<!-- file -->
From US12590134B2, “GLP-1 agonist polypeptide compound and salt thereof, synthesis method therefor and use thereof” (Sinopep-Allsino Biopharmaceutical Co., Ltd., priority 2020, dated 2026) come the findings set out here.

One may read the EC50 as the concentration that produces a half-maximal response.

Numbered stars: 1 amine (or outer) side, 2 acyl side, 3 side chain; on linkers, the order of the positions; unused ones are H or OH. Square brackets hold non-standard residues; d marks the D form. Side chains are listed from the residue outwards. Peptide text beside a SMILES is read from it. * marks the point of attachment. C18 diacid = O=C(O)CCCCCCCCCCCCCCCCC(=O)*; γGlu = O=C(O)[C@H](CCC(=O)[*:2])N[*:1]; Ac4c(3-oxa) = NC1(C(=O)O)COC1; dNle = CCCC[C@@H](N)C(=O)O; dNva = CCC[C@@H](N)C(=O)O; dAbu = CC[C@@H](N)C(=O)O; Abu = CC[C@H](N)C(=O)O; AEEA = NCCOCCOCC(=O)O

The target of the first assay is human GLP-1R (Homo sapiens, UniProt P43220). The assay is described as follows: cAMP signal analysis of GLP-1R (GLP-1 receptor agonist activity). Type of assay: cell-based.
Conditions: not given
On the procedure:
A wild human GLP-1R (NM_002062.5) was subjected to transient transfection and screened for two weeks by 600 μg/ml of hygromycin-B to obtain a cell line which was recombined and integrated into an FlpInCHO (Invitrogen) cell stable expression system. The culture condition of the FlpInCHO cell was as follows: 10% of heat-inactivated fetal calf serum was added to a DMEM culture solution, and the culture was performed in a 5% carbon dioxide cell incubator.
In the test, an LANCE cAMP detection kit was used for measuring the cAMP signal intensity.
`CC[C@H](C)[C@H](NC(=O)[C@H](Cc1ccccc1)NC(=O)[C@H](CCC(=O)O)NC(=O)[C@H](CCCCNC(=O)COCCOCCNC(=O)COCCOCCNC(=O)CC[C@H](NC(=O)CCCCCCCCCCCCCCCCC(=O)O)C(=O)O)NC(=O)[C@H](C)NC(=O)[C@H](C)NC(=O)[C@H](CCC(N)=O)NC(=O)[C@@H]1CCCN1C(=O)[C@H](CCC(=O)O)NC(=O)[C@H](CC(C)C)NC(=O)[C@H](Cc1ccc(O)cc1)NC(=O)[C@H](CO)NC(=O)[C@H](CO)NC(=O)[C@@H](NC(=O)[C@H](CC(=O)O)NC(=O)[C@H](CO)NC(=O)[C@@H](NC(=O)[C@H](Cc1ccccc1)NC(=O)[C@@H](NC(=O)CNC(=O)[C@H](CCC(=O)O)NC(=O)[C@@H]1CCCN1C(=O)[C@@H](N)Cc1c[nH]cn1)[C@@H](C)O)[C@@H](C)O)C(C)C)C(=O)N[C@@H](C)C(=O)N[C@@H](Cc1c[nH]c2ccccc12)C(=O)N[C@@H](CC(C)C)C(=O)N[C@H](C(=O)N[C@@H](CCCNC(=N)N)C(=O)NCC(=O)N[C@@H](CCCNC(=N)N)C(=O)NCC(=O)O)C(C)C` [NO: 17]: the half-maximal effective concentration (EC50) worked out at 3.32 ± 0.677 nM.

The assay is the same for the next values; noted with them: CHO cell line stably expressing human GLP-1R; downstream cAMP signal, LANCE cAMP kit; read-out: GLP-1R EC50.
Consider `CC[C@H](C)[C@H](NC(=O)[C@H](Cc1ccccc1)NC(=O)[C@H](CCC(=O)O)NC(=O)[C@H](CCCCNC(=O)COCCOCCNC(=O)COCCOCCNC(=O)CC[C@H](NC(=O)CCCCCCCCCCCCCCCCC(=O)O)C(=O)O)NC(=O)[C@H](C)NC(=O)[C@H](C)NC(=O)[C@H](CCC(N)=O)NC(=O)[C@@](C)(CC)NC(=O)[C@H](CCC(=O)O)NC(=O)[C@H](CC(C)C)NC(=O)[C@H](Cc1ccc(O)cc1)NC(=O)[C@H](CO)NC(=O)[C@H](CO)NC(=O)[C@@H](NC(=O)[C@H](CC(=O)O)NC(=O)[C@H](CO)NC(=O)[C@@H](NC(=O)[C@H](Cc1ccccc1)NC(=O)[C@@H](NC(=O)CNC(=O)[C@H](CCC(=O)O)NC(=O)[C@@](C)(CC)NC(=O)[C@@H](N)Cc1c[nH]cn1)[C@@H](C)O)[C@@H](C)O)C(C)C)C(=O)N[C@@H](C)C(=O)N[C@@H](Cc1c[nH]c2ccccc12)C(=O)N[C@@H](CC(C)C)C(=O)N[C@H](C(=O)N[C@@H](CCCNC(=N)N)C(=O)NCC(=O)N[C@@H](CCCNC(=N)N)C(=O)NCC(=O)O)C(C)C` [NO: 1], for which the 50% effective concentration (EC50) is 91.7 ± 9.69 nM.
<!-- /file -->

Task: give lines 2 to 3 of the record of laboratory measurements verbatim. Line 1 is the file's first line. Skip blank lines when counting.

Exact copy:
One may read the EC50 as the concentration that produces a half-maximal response.

Numbered stars: 1 amine (or outer) side, 2 acyl side, 3 side chain; on linkers, the order of the positions; unused ones are H or OH. Square brackets hold non-standard residues; d marks the D form. Side chains are listed from the residue outwards. Peptide text beside a SMILES is read from it. * marks the point of attachment. C18 diacid = O=C(O)CCCCCCCCCCCCCCCCC(=O)*; γGlu = O=C(O)[C@H](CCC(=O)[*:2])N[*:1]; Ac4c(3-oxa) = NC1(C(=O)O)COC1; dNle = CCCC[C@@H](N)C(=O)O; dNva = CCC[C@@H](N)C(=O)O; dAbu = CC[C@@H](N)C(=O)O; Abu = CC[C@H](N)C(=O)O; AEEA = NCCOCCOCC(=O)O